Web posted Wednesday, May 8, 2002

photo: fishing

 
Even the youngest anglers can hook a trophy king or silver salmon at the Fishing Hole on the Homer Spit. Fish the incoming tide as if it were a river, or relax on the beach and try a bobber and bait.

The Fishing Hole


One of the best places to fish on the lower Kenai Peninsula is the Homer Spit, primarily through the efforts of the state of Alaska, the city of Homer and local sport and commercial fishermen.

A tiny bight known as the "Fishing Hole" has been stocked with king and silver salmon, providing easy-access angling from mid-May to mid-September. It is one of few places in Alaska that king salmon are available much of the summer, and even fewer that has a wheelchair-accessible ramp for fishermen.

The enhancement program began as an experiment during the 1980s, a cousin of the successful Halibut Cove Lagoon and Seldovia king salmon fisheries started by the Alaska Department of Fish and Game. All are "terminal fisheries," meaning the fish have nowhere to spawn. That may be frustrating for the fish, but it's good news for anglers, who are allowed to take most of the fish.

Salmon eggs are raised in a hatchery to smolt size, then transferred to floating pens in the Fishing Hole. They are held captive for two reasons: the tiny fish are fed to increase their size -- and therefore their survival rate when released into the ocean -- and imprinted to the saltwater that, several years later, will attract them home to the "hole."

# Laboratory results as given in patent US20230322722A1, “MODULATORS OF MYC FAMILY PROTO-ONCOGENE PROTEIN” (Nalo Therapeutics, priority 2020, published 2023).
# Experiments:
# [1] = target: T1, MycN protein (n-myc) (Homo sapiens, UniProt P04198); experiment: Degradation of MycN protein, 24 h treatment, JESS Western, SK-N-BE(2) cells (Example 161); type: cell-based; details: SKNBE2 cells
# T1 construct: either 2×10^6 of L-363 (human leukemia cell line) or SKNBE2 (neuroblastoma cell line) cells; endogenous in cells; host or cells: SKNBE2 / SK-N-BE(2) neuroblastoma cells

The original king salmon enhancement program was so successful that Fish and Game expanded it to include a second run of kings that return during late July and early August. The late-run kings are larger, averaging some 30 to 35 pounds, though some may exceed 60 pounds. The earlier fish are smaller, averaging 15 to 20 pounds apiece.

A silver salmon enhancement program was instituted as well, providing fish from early August to mid-September. The cohos, known for their feisty behavior when caught, average about 8 pounds.

As each of the three runs dwindles, the Department of Fish and Game may open the Fishing Hole for snagging. The openings will be announced locally and signs will be posted. But when the next salmon run starts, snagging is halted so that bait fishermen can try their luck.

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